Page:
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City of Falls Church Sues to Prevent Fairfax Water Authority from Poaching on its Customer Base

 
The City of Falls Church went into federal court in Alexandria today (Thurs., Feb. 22) to seek an injunction against what it calls “a declared intent and concerted efforts” by the Fairfax County Water Authority to customers located within the designated boundaries established as Falls Church Water System territory.

The City of Falls Church has operated its own water system since the 1930s under contract with the U.S. Army Corps of Engineers operating the Delcarlia water purification and distribution plant in the District of Columbia. The system extends deep into Fairfax County, serving a total of 120,000 customers in areas covering Tysons Corner, McLean, Langley and Merrifield.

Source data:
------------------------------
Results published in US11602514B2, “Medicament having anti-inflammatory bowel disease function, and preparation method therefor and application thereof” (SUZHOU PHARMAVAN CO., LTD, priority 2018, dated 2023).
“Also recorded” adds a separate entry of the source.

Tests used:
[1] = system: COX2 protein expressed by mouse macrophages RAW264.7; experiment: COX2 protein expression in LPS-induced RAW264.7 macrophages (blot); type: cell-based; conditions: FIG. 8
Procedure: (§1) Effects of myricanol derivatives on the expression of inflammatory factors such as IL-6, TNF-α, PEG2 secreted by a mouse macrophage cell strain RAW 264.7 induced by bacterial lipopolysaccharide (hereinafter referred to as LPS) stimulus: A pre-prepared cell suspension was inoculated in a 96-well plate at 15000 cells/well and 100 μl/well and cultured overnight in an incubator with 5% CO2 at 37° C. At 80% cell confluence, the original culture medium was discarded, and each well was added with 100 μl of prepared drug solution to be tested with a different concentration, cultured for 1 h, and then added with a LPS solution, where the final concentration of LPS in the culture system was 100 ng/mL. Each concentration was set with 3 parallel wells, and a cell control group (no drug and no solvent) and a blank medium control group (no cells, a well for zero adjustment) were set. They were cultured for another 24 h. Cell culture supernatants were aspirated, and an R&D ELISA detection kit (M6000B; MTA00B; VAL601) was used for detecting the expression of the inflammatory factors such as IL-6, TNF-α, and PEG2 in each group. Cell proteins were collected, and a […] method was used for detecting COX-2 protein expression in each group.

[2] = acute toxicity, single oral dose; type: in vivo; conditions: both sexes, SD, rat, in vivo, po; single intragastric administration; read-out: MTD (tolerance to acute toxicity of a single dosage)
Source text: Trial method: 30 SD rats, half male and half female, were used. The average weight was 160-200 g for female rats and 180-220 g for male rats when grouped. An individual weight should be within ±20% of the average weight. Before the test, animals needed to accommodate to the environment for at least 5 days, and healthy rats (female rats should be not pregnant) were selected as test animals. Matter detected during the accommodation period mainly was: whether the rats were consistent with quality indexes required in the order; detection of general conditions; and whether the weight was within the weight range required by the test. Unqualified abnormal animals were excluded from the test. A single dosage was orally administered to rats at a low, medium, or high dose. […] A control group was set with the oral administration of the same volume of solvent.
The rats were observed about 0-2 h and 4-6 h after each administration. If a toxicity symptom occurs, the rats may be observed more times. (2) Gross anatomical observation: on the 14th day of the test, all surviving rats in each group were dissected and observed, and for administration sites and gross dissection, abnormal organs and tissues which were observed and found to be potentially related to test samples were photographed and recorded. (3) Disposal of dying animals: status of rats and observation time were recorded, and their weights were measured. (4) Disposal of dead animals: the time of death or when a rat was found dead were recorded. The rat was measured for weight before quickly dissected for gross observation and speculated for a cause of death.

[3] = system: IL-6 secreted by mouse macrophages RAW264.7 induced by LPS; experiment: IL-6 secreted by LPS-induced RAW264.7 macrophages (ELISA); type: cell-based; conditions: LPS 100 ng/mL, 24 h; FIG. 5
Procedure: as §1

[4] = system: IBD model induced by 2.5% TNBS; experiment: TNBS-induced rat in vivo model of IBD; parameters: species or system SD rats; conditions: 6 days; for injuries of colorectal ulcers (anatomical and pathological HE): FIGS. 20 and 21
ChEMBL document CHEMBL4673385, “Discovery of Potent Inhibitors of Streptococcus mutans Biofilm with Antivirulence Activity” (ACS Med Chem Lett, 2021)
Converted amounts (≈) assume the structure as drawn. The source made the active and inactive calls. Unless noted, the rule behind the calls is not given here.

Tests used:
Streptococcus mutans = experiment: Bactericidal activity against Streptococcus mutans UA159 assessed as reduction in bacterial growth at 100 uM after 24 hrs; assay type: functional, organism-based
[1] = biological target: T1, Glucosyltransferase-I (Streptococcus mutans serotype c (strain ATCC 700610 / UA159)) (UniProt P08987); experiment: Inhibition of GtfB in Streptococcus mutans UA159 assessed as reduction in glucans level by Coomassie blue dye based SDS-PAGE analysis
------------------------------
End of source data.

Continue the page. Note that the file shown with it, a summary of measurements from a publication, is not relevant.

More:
The News-Press has learned that since November 2005, Fairfax County has indicated its intent to violate the Falls Church system’s historic boundaries despite a long history of cooperation prior to that time.

In November 2006, the pattern of prior cooperative contact between the two jurisdictions on water service matters was cut off and just last week, a conversation between Fairfax Board of Supervisors Chair Gerry Connolly and Falls Church Mayor Robin Gardner, Connolly “made it abundantly clear,” according to sources, that Fairfax’s Water Authority would begin soliciting prospective new water users in the Falls Church area for its services.

The City of Falls Church raced to federal court today to enjoin the Fairfax Water Authority from engaging in such actions. The federal government has an interest in the matter, the suit asserts, because the Army Corps of Engineers used federal funds to upgrade its system into compliance with the Environmental Protection Agency and has an agreement to pass that debt onto its customers, including the water systems of the District of Columbia, Arlington and Falls Church.

The City’s suit has not yet been officially served on Fairfax County, but that is imminent, the News-Press has learned.